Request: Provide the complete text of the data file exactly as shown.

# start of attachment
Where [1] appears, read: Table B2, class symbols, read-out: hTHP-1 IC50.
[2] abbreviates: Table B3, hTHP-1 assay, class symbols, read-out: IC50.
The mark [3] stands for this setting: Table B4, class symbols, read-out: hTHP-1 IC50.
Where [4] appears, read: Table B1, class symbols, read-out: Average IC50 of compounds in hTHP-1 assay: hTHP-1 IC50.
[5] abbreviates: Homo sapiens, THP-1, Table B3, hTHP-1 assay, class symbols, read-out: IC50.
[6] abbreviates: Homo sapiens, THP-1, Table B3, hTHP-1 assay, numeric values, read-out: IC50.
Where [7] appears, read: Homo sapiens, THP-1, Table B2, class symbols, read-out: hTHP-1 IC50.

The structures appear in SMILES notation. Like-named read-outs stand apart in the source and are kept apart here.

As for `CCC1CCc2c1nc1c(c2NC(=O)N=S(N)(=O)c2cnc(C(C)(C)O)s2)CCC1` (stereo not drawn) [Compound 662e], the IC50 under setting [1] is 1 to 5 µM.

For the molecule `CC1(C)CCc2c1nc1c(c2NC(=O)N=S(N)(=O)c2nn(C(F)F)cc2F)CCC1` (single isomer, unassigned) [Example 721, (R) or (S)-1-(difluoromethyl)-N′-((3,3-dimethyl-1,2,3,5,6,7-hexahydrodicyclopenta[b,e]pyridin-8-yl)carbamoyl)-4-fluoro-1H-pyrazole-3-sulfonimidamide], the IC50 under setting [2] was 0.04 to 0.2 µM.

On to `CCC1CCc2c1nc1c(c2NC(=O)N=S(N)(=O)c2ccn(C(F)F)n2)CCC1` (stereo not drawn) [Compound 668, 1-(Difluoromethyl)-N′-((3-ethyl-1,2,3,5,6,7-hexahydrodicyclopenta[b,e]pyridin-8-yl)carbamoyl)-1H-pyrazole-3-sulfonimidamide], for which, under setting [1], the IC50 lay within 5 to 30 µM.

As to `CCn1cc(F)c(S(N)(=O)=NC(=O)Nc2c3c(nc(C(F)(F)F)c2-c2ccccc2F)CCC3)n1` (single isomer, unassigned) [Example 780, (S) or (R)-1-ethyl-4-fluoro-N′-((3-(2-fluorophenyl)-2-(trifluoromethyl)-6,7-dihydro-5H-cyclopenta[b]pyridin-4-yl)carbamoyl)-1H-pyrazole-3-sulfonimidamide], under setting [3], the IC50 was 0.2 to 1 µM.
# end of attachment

Where [1] appears, read: Table B2, class symbols, read-out: hTHP-1 IC50.
[2] abbreviates: Table B3, hTHP-1 assay, class symbols, read-out: IC50.
The mark [3] stands for this setting: Table B4, class symbols, read-out: hTHP-1 IC50.
Where [4] appears, read: Table B1, class symbols, read-out: Average IC50 of compounds in hTHP-1 assay: hTHP-1 IC50.
[5] abbreviates: Homo sapiens, THP-1, Table B3, hTHP-1 assay, class symbols, read-out: IC50.
[6] abbreviates: Homo sapiens, THP-1, Table B3, hTHP-1 assay, numeric values, read-out: IC50.
Where [7] appears, read: Homo sapiens, THP-1, Table B2, class symbols, read-out: hTHP-1 IC50.

The structures appear in SMILES notation. Like-named read-outs stand apart in the source and are kept apart here.

As for `CCC1CCc2c1nc1c(c2NC(=O)N=S(N)(=O)c2cnc(C(C)(C)O)s2)CCC1` (stereo not drawn) [Compound 662e], the IC50 under setting [1] is 1 to 5 µM.

For the molecule `CC1(C)CCc2c1nc1c(c2NC(=O)N=S(N)(=O)c2nn(C(F)F)cc2F)CCC1` (single isomer, unassigned) [Example 721, (R) or (S)-1-(difluoromethyl)-N′-((3,3-dimethyl-1,2,3,5,6,7-hexahydrodicyclopenta[b,e]pyridin-8-yl)carbamoyl)-4-fluoro-1H-pyrazole-3-sulfonimidamide], the IC50 under setting [2] was 0.04 to 0.2 µM.

On to `CCC1CCc2c1nc1c(c2NC(=O)N=S(N)(=O)c2ccn(C(F)F)n2)CCC1` (stereo not drawn) [Compound 668, 1-(Difluoromethyl)-N′-((3-ethyl-1,2,3,5,6,7-hexahydrodicyclopenta[b,e]pyridin-8-yl)carbamoyl)-1H-pyrazole-3-sulfonimidamide], for which, under setting [1], the IC50 lay within 5 to 30 µM.

As to `CCn1cc(F)c(S(N)(=O)=NC(=O)Nc2c3c(nc(C(F)(F)F)c2-c2ccccc2F)CCC3)n1` (single isomer, unassigned) [Example 780, (S) or (R)-1-ethyl-4-fluoro-N′-((3-(2-fluorophenyl)-2-(trifluoromethyl)-6,7-dihydro-5H-cyclopenta[b]pyridin-4-yl)carbamoyl)-1H-pyrazole-3-sulfonimidamide], under setting [3], the IC50 was 0.2 to 1 µM.